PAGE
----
The journey was treacherous. Ari and Noah encountered Jim Klinger and his famously trapezoidal head, appropriately framed with Buzz Lightyear's spacesuit. They saw the twins, Ashley and Mackenzie, dressed in cheerleader outfits. They saw Boba Markowicz, six-foot-four and wearing a Shaquille O'Neal Lakers jersey, thin as a telephone pole. Thankfully, none of the egg-hurlers. Ari sighed as they hiked the precipitous drive. Their damp basketball shoes slipped in the snow that was accumulating like moss in furrowed, blooming, gray mounds. The yellow winks of lamps fronting the house in the growing dark... the radio gurgle of monstrous voices over electric guitars... numbness seizing a snow-dusted nose... scarecrows and jack-o-lanterns and the tall, dark door looming monstrous, foreign, murderous, unknown.
Noah rang the doorbell.
"TRICK OR TREAT!" chortled Mr. Yun, wearing a Dracula costume of his own. It was eerily similar to Ari's, down to the cornstarch face paint and insert fangs.
"One king-size Hershey's please."
"Can I have the jumbo sour skittles?"
The exchange of candy. Long, Muslim fingers brushed up against Ari's own cold hand. Did Ari dare utter the words? If he said them, would Mr. Yun chop off his chubby infidel head with a swift stroke of the scimitar hidden in his cape? In Ari's heart an alarm bell went off, dingdingding, the bell howled, dingdingdingdingdingding.
"Mr. Yun, are you a Muslim?"
The moment Ari said the words, he regretted them, though he didn't know why. Noah and Ari peered up at Mr. Yun's starchy face and narrow eyes.
"No, Ari, I'm not Muslim," Mr. Yun said in a gentle voice.
Was that it? Mr. Yun wasn't Muslim. But Ari already knew this. Noah should've known, too. Mr. Yun wore no skullcap, did not pray five times a day, did not look Arab at all, not in the slightest. Ari himself looked more like an Arab than this tall, thin-haired Asian man. And what was the point? So that the other boys would throw eggs at Mr. Yun instead?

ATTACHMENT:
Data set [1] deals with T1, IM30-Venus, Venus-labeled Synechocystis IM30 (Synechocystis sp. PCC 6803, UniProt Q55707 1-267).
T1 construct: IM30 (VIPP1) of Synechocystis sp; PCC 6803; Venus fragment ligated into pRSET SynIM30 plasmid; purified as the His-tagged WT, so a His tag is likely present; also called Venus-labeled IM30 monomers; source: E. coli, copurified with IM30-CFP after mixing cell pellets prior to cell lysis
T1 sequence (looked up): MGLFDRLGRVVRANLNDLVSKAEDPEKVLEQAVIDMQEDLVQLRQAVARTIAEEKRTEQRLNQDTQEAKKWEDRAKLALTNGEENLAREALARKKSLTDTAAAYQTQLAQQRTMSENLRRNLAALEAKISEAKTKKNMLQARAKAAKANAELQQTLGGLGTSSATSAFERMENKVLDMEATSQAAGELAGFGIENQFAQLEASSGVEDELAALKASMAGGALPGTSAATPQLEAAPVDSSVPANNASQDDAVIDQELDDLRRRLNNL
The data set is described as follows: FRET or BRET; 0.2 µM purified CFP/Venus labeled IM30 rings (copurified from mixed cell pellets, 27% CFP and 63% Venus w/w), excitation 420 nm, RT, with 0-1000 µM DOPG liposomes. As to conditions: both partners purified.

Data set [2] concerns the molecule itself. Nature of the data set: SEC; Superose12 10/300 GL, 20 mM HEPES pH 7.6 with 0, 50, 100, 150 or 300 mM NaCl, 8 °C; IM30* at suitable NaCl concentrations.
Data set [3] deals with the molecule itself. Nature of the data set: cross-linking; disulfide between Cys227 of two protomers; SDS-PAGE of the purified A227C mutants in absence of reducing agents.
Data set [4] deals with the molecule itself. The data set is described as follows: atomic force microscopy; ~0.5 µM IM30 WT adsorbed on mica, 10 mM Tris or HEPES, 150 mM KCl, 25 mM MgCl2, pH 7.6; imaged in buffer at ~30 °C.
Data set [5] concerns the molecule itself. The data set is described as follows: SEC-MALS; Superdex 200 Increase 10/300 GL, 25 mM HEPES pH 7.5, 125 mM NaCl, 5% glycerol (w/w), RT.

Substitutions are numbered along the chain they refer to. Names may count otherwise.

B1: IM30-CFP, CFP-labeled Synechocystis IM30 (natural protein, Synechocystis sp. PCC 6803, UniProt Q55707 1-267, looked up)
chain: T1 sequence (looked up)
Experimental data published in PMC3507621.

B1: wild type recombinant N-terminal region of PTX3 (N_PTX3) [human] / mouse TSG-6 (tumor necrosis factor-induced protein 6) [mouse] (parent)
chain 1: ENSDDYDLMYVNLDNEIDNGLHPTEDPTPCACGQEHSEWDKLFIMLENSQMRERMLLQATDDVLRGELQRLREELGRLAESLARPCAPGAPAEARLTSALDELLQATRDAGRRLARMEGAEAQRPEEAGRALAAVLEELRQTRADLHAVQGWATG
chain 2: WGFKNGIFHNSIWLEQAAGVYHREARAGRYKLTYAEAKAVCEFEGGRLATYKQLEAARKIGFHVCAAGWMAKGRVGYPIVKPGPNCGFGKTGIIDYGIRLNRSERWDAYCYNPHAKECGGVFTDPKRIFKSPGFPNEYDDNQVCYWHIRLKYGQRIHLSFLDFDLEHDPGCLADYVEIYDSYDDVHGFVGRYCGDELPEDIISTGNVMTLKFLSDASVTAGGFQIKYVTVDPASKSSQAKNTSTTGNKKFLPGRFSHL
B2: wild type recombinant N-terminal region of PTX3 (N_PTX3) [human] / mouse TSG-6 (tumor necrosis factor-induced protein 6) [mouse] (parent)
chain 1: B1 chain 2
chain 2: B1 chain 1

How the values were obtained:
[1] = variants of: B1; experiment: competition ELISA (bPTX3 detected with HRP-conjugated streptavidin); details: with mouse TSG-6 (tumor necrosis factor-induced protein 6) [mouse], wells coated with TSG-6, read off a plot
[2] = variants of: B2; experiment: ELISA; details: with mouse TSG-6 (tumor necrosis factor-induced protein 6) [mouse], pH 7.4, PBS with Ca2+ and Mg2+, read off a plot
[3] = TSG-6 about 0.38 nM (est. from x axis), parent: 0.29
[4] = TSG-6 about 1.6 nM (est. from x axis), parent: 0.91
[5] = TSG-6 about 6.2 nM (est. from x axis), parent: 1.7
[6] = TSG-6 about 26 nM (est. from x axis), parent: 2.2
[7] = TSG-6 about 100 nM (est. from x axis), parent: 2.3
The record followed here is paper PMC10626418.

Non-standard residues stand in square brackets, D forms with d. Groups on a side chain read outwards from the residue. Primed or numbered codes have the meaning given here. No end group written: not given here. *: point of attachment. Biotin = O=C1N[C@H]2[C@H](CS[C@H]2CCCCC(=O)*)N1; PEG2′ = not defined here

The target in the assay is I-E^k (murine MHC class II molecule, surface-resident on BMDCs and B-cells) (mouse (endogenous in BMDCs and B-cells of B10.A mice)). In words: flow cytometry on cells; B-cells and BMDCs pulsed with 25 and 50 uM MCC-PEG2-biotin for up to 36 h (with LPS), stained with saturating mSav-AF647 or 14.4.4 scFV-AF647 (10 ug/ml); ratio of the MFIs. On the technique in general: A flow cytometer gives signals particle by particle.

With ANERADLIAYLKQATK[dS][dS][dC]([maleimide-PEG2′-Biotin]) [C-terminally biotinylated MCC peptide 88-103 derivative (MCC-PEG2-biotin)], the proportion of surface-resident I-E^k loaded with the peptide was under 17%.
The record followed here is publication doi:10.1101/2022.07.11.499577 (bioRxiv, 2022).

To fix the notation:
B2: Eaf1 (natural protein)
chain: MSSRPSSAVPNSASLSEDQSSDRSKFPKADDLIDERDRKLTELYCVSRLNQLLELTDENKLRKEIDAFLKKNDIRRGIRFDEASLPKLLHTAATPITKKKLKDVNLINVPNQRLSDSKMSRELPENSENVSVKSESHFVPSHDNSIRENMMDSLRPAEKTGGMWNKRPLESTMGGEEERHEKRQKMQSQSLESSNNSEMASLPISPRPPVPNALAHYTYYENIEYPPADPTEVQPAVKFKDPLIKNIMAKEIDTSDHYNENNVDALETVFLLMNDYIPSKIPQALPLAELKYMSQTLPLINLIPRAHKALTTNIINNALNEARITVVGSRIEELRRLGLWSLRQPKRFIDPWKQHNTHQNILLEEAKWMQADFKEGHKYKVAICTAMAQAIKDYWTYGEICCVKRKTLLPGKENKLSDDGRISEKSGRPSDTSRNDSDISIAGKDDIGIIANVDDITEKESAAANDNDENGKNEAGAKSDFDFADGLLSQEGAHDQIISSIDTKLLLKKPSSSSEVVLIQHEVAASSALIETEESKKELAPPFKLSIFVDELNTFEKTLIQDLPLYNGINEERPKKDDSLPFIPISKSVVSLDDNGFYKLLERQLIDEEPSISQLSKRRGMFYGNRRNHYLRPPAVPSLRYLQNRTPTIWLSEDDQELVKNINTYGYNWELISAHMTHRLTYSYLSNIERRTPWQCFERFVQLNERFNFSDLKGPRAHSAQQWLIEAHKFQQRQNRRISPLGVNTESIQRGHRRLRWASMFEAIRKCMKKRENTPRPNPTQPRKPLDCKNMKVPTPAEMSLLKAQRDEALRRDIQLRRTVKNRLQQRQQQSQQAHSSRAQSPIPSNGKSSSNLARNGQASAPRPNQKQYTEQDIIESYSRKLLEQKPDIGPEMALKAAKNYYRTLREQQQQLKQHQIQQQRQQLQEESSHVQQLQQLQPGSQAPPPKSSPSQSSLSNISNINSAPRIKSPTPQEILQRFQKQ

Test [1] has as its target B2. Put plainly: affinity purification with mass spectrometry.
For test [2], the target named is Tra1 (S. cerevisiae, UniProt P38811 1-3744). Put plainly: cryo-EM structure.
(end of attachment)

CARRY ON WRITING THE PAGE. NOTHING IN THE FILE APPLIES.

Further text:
"Oh," Ari said, and turned around, and started to walk away. And as he began to walk away, Noah ran after him, wringing his fettuccini arms, explicating, "Holy crap, bro, what's even the point if you're just gonna ask and leave? He could be lying, bro! He could be lying," and so on, and Ari kept his head down towards the snowy ground, ignoring Noah's protests as best as he could when a small round object emerged—a powdery, furry snowball, like a white rabbit tufted and tossed—and impacted Ari's protruding rear end.
Noah curled his fists, ready to fight. Ari glanced over his shoulder, ready to run. But it wasn't a pack of boys frothing at the mouths. It was a girl.
"Why do you care if we're Muslim?" she hollered.
Mary Yun trotted up to the two brothers, who stood still, faces frozen in their respective expressions of fury and fear.
"Don't talk to Dad like that," she said. "He's sensitive about that stuff. He probably thinks you don't like him."
"It's not that," Ari stuttered. "Your Dad's the best." He clarified. "On Halloween, he's the best."
"We know you're not a Muslim," Noah said, regarding her with a suspicious eye. "Also, what the shit is up with your costume?"
Mary looked down at herself, and raised her head with a smile, as if to say, What? This? I'm so glad you asked. She was wearing an amorphous gray onesie and had a massive knapsack stuffed with pillows on her back, pasted with patterned construction paper. Twin wires of antennae jiggled on her head.
"I'm a snail, dumbass. S-n-a-i-l. Shelled Gastropod. Terrestrial pulmonary mollusk. Coiled shell. Can retract into it. Kinda oozy. Very cute. Patterned shells. The ancient Aztecs used them for divination."